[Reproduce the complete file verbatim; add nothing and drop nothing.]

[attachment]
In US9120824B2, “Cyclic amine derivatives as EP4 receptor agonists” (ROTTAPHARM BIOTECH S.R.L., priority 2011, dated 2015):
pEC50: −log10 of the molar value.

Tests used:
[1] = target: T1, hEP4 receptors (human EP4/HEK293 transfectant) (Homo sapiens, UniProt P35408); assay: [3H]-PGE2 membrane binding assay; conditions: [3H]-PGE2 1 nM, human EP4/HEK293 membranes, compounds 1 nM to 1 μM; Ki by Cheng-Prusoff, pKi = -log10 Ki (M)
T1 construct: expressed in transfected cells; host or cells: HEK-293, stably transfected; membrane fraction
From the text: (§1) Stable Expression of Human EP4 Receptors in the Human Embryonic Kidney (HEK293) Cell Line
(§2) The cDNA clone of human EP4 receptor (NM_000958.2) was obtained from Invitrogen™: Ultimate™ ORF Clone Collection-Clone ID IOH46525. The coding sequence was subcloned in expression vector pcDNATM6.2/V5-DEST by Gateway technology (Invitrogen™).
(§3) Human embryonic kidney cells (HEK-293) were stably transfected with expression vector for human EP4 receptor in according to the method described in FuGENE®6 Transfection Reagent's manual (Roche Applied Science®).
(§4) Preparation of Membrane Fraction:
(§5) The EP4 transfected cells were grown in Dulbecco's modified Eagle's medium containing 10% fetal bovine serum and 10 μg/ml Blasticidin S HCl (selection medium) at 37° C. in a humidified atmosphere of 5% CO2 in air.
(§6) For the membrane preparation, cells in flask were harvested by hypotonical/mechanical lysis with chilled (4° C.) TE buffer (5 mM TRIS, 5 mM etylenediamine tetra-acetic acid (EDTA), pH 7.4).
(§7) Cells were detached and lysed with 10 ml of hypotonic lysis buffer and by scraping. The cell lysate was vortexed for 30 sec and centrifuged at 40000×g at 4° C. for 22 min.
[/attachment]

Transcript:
In US9120824B2, “Cyclic amine derivatives as EP4 receptor agonists” (ROTTAPHARM BIOTECH S.R.L., priority 2011, dated 2015):
pEC50: −log10 of the molar value.

Tests used:
[1] = target: T1, hEP4 receptors (human EP4/HEK293 transfectant) (Homo sapiens, UniProt P35408); assay: [3H]-PGE2 membrane binding assay; conditions: [3H]-PGE2 1 nM, human EP4/HEK293 membranes, compounds 1 nM to 1 μM; Ki by Cheng-Prusoff, pKi = -log10 Ki (M)
T1 construct: expressed in transfected cells; host or cells: HEK-293, stably transfected; membrane fraction
From the text: (§1) Stable Expression of Human EP4 Receptors in the Human Embryonic Kidney (HEK293) Cell Line
(§2) The cDNA clone of human EP4 receptor (NM_000958.2) was obtained from Invitrogen™: Ultimate™ ORF Clone Collection-Clone ID IOH46525. The coding sequence was subcloned in expression vector pcDNATM6.2/V5-DEST by Gateway technology (Invitrogen™).
(§3) Human embryonic kidney cells (HEK-293) were stably transfected with expression vector for human EP4 receptor in according to the method described in FuGENE®6 Transfection Reagent's manual (Roche Applied Science®).
(§4) Preparation of Membrane Fraction:
(§5) The EP4 transfected cells were grown in Dulbecco's modified Eagle's medium containing 10% fetal bovine serum and 10 μg/ml Blasticidin S HCl (selection medium) at 37° C. in a humidified atmosphere of 5% CO2 in air.
(§6) For the membrane preparation, cells in flask were harvested by hypotonical/mechanical lysis with chilled (4° C.) TE buffer (5 mM TRIS, 5 mM etylenediamine tetra-acetic acid (EDTA), pH 7.4).
(§7) Cells were detached and lysed with 10 ml of hypotonic lysis buffer and by scraping. The cell lysate was vortexed for 30 sec and centrifuged at 40000×g at 4° C. for 22 min.